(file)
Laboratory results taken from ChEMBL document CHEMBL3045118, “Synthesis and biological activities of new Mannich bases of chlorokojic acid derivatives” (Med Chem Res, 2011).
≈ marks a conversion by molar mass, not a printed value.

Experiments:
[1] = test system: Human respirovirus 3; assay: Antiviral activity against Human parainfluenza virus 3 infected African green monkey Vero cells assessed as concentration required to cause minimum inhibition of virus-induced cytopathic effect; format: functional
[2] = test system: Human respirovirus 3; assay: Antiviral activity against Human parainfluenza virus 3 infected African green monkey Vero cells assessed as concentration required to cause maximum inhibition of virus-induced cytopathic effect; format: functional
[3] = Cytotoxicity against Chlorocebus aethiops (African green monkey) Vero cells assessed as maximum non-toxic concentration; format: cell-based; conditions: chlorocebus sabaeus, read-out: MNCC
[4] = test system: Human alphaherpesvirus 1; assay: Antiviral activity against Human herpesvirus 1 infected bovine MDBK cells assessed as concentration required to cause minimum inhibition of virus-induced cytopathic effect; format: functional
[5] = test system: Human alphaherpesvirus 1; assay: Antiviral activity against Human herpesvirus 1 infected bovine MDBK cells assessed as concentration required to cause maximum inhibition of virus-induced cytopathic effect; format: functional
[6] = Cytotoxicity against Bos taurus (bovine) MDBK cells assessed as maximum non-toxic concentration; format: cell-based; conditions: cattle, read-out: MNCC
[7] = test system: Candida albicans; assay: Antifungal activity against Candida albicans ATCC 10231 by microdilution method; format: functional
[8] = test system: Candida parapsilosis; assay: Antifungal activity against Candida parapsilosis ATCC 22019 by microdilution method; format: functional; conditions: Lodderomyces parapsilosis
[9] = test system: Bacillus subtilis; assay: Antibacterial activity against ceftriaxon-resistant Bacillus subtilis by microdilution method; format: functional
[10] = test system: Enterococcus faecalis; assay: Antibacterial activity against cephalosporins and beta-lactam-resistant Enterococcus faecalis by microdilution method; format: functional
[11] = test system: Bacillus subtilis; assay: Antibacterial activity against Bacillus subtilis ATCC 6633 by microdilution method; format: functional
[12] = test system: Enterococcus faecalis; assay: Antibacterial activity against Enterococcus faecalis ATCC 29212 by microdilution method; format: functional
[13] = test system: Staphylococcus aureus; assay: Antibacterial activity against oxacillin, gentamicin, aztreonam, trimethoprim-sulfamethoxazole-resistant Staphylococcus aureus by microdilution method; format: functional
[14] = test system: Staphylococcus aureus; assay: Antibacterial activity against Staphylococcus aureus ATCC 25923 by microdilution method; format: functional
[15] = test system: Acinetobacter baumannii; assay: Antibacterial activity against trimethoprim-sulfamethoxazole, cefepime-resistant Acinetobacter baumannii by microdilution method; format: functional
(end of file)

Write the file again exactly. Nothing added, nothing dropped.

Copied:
Laboratory results taken from ChEMBL document CHEMBL3045118, “Synthesis and biological activities of new Mannich bases of chlorokojic acid derivatives” (Med Chem Res, 2011).
≈ marks a conversion by molar mass, not a printed value.

Experiments:
[1] = test system: Human respirovirus 3; assay: Antiviral activity against Human parainfluenza virus 3 infected African green monkey Vero cells assessed as concentration required to cause minimum inhibition of virus-induced cytopathic effect; format: functional
[2] = test system: Human respirovirus 3; assay: Antiviral activity against Human parainfluenza virus 3 infected African green monkey Vero cells assessed as concentration required to cause maximum inhibition of virus-induced cytopathic effect; format: functional
[3] = Cytotoxicity against Chlorocebus aethiops (African green monkey) Vero cells assessed as maximum non-toxic concentration; format: cell-based; conditions: chlorocebus sabaeus, read-out: MNCC
[4] = test system: Human alphaherpesvirus 1; assay: Antiviral activity against Human herpesvirus 1 infected bovine MDBK cells assessed as concentration required to cause minimum inhibition of virus-induced cytopathic effect; format: functional
[5] = test system: Human alphaherpesvirus 1; assay: Antiviral activity against Human herpesvirus 1 infected bovine MDBK cells assessed as concentration required to cause maximum inhibition of virus-induced cytopathic effect; format: functional
[6] = Cytotoxicity against Bos taurus (bovine) MDBK cells assessed as maximum non-toxic concentration; format: cell-based; conditions: cattle, read-out: MNCC
[7] = test system: Candida albicans; assay: Antifungal activity against Candida albicans ATCC 10231 by microdilution method; format: functional
[8] = test system: Candida parapsilosis; assay: Antifungal activity against Candida parapsilosis ATCC 22019 by microdilution method; format: functional; conditions: Lodderomyces parapsilosis
[9] = test system: Bacillus subtilis; assay: Antibacterial activity against ceftriaxon-resistant Bacillus subtilis by microdilution method; format: functional
[10] = test system: Enterococcus faecalis; assay: Antibacterial activity against cephalosporins and beta-lactam-resistant Enterococcus faecalis by microdilution method; format: functional
[11] = test system: Bacillus subtilis; assay: Antibacterial activity against Bacillus subtilis ATCC 6633 by microdilution method; format: functional
[12] = test system: Enterococcus faecalis; assay: Antibacterial activity against Enterococcus faecalis ATCC 29212 by microdilution method; format: functional
[13] = test system: Staphylococcus aureus; assay: Antibacterial activity against oxacillin, gentamicin, aztreonam, trimethoprim-sulfamethoxazole-resistant Staphylococcus aureus by microdilution method; format: functional
[14] = test system: Staphylococcus aureus; assay: Antibacterial activity against Staphylococcus aureus ATCC 25923 by microdilution method; format: functional
[15] = test system: Acinetobacter baumannii; assay: Antibacterial activity against trimethoprim-sulfamethoxazole, cefepime-resistant Acinetobacter baumannii by microdilution method; format: functional